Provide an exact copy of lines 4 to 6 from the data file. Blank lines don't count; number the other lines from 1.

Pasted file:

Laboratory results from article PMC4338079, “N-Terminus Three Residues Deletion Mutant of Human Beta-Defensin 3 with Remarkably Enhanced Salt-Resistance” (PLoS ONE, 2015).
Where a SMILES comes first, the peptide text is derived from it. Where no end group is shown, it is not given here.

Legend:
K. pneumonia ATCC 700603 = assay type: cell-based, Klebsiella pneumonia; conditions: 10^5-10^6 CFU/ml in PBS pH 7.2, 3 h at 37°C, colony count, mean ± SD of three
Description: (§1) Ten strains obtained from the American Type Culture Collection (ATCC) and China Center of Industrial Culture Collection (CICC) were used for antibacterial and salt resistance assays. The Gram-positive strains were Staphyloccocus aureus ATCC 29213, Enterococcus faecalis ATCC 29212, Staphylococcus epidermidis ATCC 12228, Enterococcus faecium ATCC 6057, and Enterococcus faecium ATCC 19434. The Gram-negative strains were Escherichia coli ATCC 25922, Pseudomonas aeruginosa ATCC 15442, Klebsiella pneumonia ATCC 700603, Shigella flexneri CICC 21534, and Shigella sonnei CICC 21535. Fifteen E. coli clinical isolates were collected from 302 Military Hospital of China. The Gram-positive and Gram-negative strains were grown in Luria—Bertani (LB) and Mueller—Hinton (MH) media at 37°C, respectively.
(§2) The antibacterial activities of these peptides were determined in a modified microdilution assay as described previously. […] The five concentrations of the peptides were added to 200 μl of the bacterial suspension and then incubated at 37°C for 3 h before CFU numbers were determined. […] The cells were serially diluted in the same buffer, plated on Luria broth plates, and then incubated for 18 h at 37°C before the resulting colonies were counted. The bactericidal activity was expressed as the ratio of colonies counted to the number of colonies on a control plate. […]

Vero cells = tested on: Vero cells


K. pneumonia ATCC 700603 = assay type: cell-based, Klebsiella pneumonia; conditions: 10^5-10^6 CFU/ml in PBS pH 7.2, 3 h at 37°C, colony count, mean ± SD of three
Description: (§1) Ten strains obtained from the American Type Culture Collection (ATCC) and China Center of Industrial Culture Collection (CICC) were used for antibacterial and salt resistance assays. The Gram-positive strains were Staphyloccocus aureus ATCC 29213, Enterococcus faecalis ATCC 29212, Staphylococcus epidermidis ATCC 12228, Enterococcus faecium ATCC 6057, and Enterococcus faecium ATCC 19434. The Gram-negative strains were Escherichia coli ATCC 25922, Pseudomonas aeruginosa ATCC 15442, Klebsiella pneumonia ATCC 700603, Shigella flexneri CICC 21534, and Shigella sonnei CICC 21535. Fifteen E. coli clinical isolates were collected from 302 Military Hospital of China. The Gram-positive and Gram-negative strains were grown in Luria—Bertani (LB) and Mueller—Hinton (MH) media at 37°C, respectively.
(§2) The antibacterial activities of these peptides were determined in a modified microdilution assay as described previously. […] The five concentrations of the peptides were added to 200 μl of the bacterial suspension and then incubated at 37°C for 3 h before CFU numbers were determined. […] The cells were serially diluted in the same buffer, plated on Luria broth plates, and then incubated for 18 h at 37°C before the resulting colonies were counted. The bactericidal activity was expressed as the ratio of colonies counted to the number of colonies on a control plate. […]